Alastair Owens, Nigel Jeffries, Karen Wehner and Rupert Featherby
Journal of Victorian Culture, Vol. 15, No. 2, August 2010, 212–225
Among the more notable shifts within the intellectual landscape of the humanities in recent years has been the ‘epistemological movement away from the cultural to the material, from questions of representation to matters of process, practice and effect’. This renewed interest in materiality and the ‘more-than-representational’ worlds that individuals inhabit has taken many forms and has emerged in different disciplines in a variety of ways. However, among cultural historians of nineteenth-century cities, interest in the materiality of urban life has been more limited. Indeed, in the case of Victorian London, the focus of much recent scholarship – emanating from a wide range of disciplines – has been on the immaterial: the construction of power, meaning and identity through representation.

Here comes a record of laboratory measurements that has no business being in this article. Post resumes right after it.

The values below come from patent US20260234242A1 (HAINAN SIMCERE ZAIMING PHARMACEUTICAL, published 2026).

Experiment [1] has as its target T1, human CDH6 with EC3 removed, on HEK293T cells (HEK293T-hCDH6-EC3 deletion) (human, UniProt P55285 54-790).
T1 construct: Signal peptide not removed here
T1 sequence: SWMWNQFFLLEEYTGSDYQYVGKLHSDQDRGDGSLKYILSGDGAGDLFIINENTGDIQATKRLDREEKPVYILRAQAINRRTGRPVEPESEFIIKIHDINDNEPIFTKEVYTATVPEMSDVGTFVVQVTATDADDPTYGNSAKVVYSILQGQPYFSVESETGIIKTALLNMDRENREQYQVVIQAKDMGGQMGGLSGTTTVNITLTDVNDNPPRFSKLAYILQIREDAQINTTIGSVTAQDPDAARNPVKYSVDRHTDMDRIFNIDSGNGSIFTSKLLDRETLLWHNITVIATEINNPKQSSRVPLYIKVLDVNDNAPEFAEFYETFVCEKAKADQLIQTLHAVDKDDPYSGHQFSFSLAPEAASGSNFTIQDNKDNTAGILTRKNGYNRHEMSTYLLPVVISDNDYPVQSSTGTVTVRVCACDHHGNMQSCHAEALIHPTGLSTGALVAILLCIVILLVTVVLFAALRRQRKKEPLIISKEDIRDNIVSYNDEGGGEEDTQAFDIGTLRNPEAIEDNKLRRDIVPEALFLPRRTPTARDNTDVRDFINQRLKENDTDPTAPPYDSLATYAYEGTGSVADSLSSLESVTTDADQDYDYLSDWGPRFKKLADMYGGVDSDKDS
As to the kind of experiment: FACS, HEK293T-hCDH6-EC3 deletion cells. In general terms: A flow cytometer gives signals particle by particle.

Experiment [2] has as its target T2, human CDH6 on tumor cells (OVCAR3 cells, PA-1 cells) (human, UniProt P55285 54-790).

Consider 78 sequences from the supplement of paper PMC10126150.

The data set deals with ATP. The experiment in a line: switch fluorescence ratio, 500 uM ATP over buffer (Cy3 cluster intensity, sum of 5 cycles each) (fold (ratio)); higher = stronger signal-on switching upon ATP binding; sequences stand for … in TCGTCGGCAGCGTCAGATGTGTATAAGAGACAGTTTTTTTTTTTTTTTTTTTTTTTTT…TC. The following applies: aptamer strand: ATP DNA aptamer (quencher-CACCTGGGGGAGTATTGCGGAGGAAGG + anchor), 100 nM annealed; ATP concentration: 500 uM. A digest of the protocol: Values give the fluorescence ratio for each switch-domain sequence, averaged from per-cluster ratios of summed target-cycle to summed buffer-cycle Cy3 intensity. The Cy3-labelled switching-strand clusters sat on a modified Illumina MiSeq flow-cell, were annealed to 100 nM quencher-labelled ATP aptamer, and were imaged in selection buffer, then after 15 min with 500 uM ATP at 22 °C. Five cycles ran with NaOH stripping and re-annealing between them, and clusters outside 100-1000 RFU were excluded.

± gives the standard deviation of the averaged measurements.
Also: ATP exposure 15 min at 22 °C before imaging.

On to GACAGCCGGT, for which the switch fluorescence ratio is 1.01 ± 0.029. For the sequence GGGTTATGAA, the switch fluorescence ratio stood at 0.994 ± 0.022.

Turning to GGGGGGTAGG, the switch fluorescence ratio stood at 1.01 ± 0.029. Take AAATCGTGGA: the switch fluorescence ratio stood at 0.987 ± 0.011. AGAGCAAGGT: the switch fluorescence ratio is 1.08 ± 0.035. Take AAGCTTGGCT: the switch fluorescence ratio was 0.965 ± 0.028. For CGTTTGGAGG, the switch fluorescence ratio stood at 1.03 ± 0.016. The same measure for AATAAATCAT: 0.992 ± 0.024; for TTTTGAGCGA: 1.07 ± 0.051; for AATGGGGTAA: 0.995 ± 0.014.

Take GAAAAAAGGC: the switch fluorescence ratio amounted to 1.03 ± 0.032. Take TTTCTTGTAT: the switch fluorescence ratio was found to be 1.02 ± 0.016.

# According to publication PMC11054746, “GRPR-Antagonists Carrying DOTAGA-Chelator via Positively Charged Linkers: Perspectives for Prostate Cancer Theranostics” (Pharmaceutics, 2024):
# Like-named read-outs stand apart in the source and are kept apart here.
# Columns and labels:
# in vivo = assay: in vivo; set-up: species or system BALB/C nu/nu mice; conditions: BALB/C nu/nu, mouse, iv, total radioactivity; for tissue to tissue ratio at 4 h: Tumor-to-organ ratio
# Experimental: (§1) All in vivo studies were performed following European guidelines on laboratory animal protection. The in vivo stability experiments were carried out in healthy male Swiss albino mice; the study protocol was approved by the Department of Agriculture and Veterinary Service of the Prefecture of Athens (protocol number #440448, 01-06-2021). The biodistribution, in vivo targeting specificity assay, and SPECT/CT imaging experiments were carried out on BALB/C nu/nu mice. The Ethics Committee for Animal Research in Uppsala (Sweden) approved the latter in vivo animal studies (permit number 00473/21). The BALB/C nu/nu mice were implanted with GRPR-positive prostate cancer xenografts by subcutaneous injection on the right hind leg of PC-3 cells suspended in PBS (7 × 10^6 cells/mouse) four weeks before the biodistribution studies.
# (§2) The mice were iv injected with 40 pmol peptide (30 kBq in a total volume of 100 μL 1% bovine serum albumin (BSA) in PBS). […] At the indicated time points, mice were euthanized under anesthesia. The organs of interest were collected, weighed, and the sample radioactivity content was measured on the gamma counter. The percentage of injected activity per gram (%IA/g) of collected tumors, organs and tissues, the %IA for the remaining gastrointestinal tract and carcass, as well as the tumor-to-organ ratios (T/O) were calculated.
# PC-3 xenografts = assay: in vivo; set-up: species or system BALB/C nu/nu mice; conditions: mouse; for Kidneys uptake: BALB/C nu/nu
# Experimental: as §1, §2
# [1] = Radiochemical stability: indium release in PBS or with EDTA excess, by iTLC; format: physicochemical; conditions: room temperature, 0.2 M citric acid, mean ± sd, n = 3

Interest in the poetics and politics of representations of Victorian London is now so deeply embedded in mainstream historical practice that there is a mounting case for looking beyond the narrative conventions through which the city was imagined – often, predictably, from a ‘lofty, white, male, middle-class’ viewpoint – to consider instead lived experience and practice.